Why #BringBackOurGirls May not be as Impactful as it Seems
Twitter activism has been getting a lot of press as of late, particularly related to the #BringBackOurGirls trend advocating for intervention to rescue the young women kidnapped in Chibok, Nigeria just weeks ago. For the sake of this post, I am going to set aside the obvious tragedy, and focus on the social trend itself and the context immediately surrounding the incident and the trend.
As Sister Rosemary Nyirumbe stated on The Colbert Report, “This is the best we could do … reminding ourselves we have to shout about it and put an end to it.”
To put this into perspective, Five Thirty Eight reports that, “The recent mass abduction of school girls took place April 15; the [GDELT] database records 151 kidnappings on that day and 215 the next.”
This incident is not isolated, in fact GDELT (Global Database of Events, Language, and Tone) noted that there have been more than 2,300 kidnappings of girls in Nigeria in the first four months of this year.
Although one of Nigeria’s most violent extremist groups, Boko Haram is also one of the least supported and smaller militant Islamic groups. It is also not the only group responsible for the kidnapping and selling girls into slavery and indentured servitude. The issue is widespread, yet the trend is not -- illustrating the highly specific nature of this, and many related trends.
Activism is a centrally important aspect of social media, offering millions the opportunity to be heard, and to report on things governments and societies do not. Perhaps this is best illustrated by Turkey’s recent Twitter ban. Words and individual voices have increasing audience reach and potential to be heard. In fact, GDELT uses these very reports to amass its database of events and tone. There is power in individual voices, and power in raising them to a larger group of individuals who want to be heard.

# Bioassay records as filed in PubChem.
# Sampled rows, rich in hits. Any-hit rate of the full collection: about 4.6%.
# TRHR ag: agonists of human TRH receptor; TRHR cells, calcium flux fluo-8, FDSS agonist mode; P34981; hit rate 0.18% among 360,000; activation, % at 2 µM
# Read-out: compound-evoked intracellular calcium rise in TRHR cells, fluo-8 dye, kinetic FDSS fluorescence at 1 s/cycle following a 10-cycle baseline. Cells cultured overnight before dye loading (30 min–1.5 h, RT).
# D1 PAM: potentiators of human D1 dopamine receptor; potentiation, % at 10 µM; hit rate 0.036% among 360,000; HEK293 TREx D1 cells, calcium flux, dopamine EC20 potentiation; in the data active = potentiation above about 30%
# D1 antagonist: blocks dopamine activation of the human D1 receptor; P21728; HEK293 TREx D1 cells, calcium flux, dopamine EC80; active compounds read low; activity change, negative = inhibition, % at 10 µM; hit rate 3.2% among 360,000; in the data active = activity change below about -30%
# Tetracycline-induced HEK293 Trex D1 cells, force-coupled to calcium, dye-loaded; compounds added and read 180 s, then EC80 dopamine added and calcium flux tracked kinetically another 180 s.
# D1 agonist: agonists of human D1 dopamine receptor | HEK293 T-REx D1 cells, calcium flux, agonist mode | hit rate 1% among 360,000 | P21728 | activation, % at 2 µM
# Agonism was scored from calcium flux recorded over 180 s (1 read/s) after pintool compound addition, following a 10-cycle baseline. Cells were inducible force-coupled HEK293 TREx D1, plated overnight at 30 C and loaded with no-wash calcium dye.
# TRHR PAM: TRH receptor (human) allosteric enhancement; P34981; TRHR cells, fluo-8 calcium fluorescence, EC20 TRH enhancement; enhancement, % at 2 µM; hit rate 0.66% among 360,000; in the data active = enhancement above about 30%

Like the KONY 2012 activism campaign, which raised an issue to national and international conscience and prodded governments to get involved, it is highly unlikely that the rescue of these girls will end the problem. However, there is an opportunity to raise awareness, funds and political capital to shape the way this moves forward and hopefully save the lives of the Chibok girls and their countrywomen who have been victimized with very little media attention before now.
The pace of this trend really began to accelerate when it became localized and spread outside of Twitter. In this case, Twitter is both the inciting source and the measurable one. The social network is notable because it is measurable, and clearly shows social media as an integral way to surface topics and trends and break news. News networks with lots of airtime to fill, looking for stories people care about, now have places to look for clear and measurable indicators of interest.
There have been a lot of lofty claims in the last few weeks about how “Twitter is changing mainstream media.” While I agree that social media is an important part of mainstream media, word of mouth is not new as a central news source. It is simply more measurable. After all, I am old enough to recall many letter writing campaigns. I still see petitioners outside my local grocer and street activism on my sidewalks.
It is important for us to contextualize this not just in the frame of other forms of activism, but also in the frame of international incidents. For every #BringBackOurGirls, there are thousands of other incidents that do not attain the level of reach and attention of this event. Going “viral” is not an indicator of the significance of any cause or incident. #BringBackOurGIrls was tweeted more than 3 million times in a three-week period, but so was Beyoncé’s name.